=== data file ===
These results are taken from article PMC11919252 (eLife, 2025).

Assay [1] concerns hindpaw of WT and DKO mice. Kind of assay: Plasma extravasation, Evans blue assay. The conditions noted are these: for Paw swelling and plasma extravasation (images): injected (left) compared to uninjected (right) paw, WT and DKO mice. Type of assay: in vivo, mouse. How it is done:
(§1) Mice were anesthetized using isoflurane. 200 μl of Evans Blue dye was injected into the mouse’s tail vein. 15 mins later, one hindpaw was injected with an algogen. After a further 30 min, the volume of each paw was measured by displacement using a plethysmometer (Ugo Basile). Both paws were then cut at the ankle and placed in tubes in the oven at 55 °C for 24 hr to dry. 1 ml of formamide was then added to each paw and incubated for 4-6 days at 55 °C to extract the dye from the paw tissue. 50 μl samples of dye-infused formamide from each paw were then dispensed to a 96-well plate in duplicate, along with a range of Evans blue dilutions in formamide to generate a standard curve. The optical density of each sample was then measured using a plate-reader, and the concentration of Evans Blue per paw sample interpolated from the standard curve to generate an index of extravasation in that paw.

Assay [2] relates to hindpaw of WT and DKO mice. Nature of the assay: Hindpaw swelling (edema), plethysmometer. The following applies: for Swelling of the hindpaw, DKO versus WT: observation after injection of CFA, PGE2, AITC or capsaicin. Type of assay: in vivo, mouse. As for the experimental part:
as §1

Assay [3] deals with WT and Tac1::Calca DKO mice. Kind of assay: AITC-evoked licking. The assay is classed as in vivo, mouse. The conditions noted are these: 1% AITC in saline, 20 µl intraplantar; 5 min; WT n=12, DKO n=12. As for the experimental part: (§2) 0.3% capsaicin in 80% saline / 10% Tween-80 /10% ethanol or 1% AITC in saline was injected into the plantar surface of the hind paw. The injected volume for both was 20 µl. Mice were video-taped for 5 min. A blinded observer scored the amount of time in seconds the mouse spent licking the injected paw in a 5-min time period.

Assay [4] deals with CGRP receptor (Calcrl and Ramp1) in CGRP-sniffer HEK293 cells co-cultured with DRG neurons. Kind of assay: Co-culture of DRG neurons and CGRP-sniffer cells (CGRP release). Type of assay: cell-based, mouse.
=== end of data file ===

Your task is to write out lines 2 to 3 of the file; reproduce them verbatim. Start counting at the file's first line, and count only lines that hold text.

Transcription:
Assay [1] concerns hindpaw of WT and DKO mice. Kind of assay: Plasma extravasation, Evans blue assay. The conditions noted are these: for Paw swelling and plasma extravasation (images): injected (left) compared to uninjected (right) paw, WT and DKO mice. Type of assay: in vivo, mouse. How it is done:
(§1) Mice were anesthetized using isoflurane. 200 μl of Evans Blue dye was injected into the mouse’s tail vein. 15 mins later, one hindpaw was injected with an algogen. After a further 30 min, the volume of each paw was measured by displacement using a plethysmometer (Ugo Basile). Both paws were then cut at the ankle and placed in tubes in the oven at 55 °C for 24 hr to dry. 1 ml of formamide was then added to each paw and incubated for 4-6 days at 55 °C to extract the dye from the paw tissue. 50 μl samples of dye-infused formamide from each paw were then dispensed to a 96-well plate in duplicate, along with a range of Evans blue dilutions in formamide to generate a standard curve. The optical density of each sample was then measured using a plate-reader, and the concentration of Evans Blue per paw sample interpolated from the standard curve to generate an index of extravasation in that paw.